Utility draws on BOC expertise to keep Birmingham watered
A major contract for the supply of CO2 will see the British industrial and special gases company BOC Group PLC help Severn Trent Water sustain the supply of good quality drinking water to the city of Birmingham, England. In other news, Germany's Linde AG said March 6 that BOC directors have accepted a cash takeover offer worth 8.5 billion pounds [US$14.9 billion] in a deal that would create the world's biggest industrial-gases company...
• Industrial gases company supports Severn Trent Water's continued drive for quality drinking water.
GUILDFORD, UK, March 15, 2006 -- A major contract for the supply of CO2 will see the industrial and special gases company BOC help Severn Trent Water sustain the supply of good quality drinking water to the city of Birmingham, England.
The five year contract awarded to BOC's water processes team after lengthy tendering, allows for an annual supply of 2300 tonnes of CO2 to the Severn Trent Water Frankley water treatment plant which supplies drinking water to homes and businesses around the city.
CO2 is crucial to Severn Trent's long term plans to manage the supply of good quality drinking water and improve and modernise the 46,000 kilometres of water pipes. Mixing lime, water and CO2 hardens the water and helps to prevent mineral contamination especially from lead water pipes.
The new contract strengthens the ties between the two companies with CO2 just one of a number of products BOC supplies Severn Trent Water for the treatment of drinking water and wastewater.
BOC's technical manager Cedric Hanson said: "BOC works closely with its water customers, providing expertise and technical solutions in water treatment to help water utilities meet environmental and consumer targets.
"All water utilities have stringent water quality targets so it is important to have a secure supply of CO2 to ensure water is kept free of contaminants and the life of an extensive network of pipelines is sustained."
BOC account manager Tim Wigfall added: "This is a major win for BOC and comes from the water processes team building a thorough understanding of Severn Trent Water over the past five years. Over the course of the contract we will be looking for further opportunities to strengthen our partnership with the water utility."
Matthew Griffiths from Severn Trent Water said: "We are investing GBP120 million [US$209.77 million] every year for the next five years on water management, including improvements to the network of water pipes, in order to sustain the supply of high quality drinking water to our customers.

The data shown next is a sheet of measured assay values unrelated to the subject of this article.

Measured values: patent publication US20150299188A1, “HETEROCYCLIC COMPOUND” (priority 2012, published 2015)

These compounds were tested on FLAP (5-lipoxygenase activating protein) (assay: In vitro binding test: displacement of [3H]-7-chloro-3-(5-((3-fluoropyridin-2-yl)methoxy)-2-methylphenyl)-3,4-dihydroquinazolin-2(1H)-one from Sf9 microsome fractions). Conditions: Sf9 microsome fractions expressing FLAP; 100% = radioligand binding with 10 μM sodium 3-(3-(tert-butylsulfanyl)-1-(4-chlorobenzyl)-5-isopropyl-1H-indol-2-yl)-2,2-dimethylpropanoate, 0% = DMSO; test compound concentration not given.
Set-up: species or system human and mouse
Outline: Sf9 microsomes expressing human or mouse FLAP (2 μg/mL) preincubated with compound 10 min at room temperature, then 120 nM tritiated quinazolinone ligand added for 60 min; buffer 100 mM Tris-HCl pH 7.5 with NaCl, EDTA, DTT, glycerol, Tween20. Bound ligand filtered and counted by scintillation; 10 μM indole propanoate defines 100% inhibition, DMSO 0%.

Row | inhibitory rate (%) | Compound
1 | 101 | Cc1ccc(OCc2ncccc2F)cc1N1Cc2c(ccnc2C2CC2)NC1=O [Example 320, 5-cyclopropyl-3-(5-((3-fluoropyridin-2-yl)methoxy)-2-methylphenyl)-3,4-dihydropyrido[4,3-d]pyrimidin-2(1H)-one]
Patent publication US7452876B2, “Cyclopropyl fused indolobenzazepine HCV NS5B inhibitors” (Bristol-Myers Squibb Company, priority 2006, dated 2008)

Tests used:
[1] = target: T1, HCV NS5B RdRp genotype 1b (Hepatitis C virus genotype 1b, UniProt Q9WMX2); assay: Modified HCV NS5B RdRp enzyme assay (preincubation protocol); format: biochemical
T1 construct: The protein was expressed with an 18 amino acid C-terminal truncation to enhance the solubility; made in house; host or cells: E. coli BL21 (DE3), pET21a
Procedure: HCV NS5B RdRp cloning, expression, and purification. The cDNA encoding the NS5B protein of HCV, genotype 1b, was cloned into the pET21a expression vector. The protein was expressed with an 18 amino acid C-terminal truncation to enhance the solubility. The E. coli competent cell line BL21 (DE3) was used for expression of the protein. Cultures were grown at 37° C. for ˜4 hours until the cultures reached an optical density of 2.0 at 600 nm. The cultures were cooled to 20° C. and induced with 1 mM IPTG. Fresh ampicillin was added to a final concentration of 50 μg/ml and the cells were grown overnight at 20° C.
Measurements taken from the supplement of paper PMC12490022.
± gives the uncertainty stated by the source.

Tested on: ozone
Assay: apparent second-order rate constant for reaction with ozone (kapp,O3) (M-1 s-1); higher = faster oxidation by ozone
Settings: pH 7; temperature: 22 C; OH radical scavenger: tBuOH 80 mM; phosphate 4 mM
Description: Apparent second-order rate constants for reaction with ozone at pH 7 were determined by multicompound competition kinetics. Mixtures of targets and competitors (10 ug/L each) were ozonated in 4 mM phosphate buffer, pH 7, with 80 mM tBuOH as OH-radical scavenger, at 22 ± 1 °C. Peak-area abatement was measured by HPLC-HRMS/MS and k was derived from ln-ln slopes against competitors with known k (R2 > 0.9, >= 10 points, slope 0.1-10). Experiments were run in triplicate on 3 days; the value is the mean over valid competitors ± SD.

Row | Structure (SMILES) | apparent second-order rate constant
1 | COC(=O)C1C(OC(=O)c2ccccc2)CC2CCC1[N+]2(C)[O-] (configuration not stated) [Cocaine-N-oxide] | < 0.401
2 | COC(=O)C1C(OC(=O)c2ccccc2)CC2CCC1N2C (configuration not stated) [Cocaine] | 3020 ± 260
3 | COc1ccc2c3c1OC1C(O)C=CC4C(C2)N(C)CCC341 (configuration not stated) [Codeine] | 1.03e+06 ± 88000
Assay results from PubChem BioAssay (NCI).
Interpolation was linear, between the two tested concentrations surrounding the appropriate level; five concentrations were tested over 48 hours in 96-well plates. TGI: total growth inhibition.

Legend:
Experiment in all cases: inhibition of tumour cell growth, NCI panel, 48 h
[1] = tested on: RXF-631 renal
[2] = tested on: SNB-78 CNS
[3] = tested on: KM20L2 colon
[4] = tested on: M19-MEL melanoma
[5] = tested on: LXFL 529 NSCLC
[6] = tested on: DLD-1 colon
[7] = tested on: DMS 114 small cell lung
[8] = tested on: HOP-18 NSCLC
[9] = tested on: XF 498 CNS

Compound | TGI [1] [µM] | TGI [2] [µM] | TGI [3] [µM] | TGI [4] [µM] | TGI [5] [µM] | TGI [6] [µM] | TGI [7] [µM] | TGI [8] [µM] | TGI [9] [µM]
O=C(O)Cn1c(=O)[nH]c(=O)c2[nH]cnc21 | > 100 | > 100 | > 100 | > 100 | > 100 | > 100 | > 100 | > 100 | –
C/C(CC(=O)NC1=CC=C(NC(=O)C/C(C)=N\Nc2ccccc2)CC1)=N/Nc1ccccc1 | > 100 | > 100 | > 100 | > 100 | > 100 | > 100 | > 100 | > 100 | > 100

"BOC's water processes team is contributing to that investment. Through a constant drive for efficiency and the expertise of BOC's technical, engineering and safety services Severn Trent Water is already seeing significant benefits."
The BOC Group (www.boc.com), a worldwide industrial gases, vacuum and abatement technologies and distribution services company, serves two million customers in more than 50 countries. It employs some 30,000 people and had annual sales of over GBP4.6 billion [US$8.04 billion] in 2005. In the UK BOC's water processes team designs systems that optimise the treatment of water and waste water for industrial companies, water utilities and local authorities. BOC implements technologies and operating practices to develop the best total water cycle solution for each customer and takes long-term responsibility for supporting and maintaining that solution. In 2004 BOC's water processes team won an IChemE (Institution of Chemical Engineers) award for its vitox oxygenation process which played a central part in restoring oxygen levels in Cardiff Bay.
Severn Trent Water (www.stwater.co.uk) is a member of the Severn Trent Group of companies and is one of the UK's leading water and sewerage companies. More than eight million people living and working in the heart of Britain, from mid-Wales to Rutland and from the Bristol Channel to the Humber, rely on Severn Trent Water for supplies of high quality drinking water and protection of the environment from their waste water. Nearly two billion litres a day of water are brought to homes and businesses through 46,000 kilometres of pipes and a further 54,000 km of sewers take waste water away to be cleaned and safely returned to rivers and streams through more than 1,000 sewage works.
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